- Get your business licenses and tax ID number
- Articles of Organization
- Operating Agreement
- Intent to File (Not Always)
- Business Licenses
- Tax ID Number
Advantages: Should I Use an LLC to Buy Real Estate?
If you are investing in real estate, you should set up an LLC. The advantages are significant. Especially in real estate, it is not rare to encounter a lawsuit. Say someone renting your property has guests over and there is a large accident, and you are made responsible. Even if you defend yourself successfully in court, you will carry effects in the form of higher insurance premiums. With an LLC, it is not you who carries responsibility but the LLC! and you are protected. Similar story for deed and title claims, from which you are protected, and don’t forget the tax advantages! Often with holding companies, the owner(s) may encounter double taxation, but not here! Lastly, your business will seem much more professional as a company, as opposed to as an individual.
- Protection against lawsuits
- Protection against deed and titlee claims
- Tax advantages
- Looks professional!
Disadvantages: Due Sale, Transfer Tax
Now there are some disadvantages to name. Firstly, if you are making purchases in the name of an LLC, you can be at risk of the due-on-sale clause. It is a standard clause in a mortgage that requires the named property owner to pay the mortgage balance fully at the moment of closing. In this case, you should try to obtain a waiver from the mortgage lender before transferring real estate into an LLC. Another disadvantage also comes at the moment of transferring a property from individual to LLC. Namely transfer tax. In some states you will have to pay transfer tax to change a property from individual to LLC. In others though, such as New York, it is free!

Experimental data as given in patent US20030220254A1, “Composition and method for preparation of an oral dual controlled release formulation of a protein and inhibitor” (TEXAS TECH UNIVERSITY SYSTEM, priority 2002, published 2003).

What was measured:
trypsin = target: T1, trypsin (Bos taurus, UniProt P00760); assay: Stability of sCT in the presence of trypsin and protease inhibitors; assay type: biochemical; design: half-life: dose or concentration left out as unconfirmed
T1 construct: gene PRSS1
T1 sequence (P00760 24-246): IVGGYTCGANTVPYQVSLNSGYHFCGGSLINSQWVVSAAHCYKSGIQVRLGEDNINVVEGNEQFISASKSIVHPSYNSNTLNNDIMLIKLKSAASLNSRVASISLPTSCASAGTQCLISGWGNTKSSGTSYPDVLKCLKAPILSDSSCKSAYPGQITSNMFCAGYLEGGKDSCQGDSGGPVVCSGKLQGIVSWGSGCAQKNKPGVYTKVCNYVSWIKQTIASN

- Due-on-sale clause
- Transfer Tax
The real estate transfer tax is just one of three taxes you have to pay at the closing of real estate, the rest:
Real Estate LLC: Mortgage, Loans, When to Form LLC
There are a few further details to consider when thinking about an LLC. These include mortgage and other considerations. Remember! LLC’s are really only worth it when you are acting as an investor. The advantages are pretty much limited to protecting you from false claims, and therefore, do not apply when purchasing one property for yourself.
- Only for investors
Types of Real Estate LLCs – Corporation or Pass-Through
For real estate, there are typically two broad categories which you will have to decide on. Either you want your LLC to be liability protector, in which case you will want to form it in the direction of a corporation. If on the other hand, you’re just looking to use it as a pass-through entity, to avoid paying more on taxes, you’re going to want to set it up as such.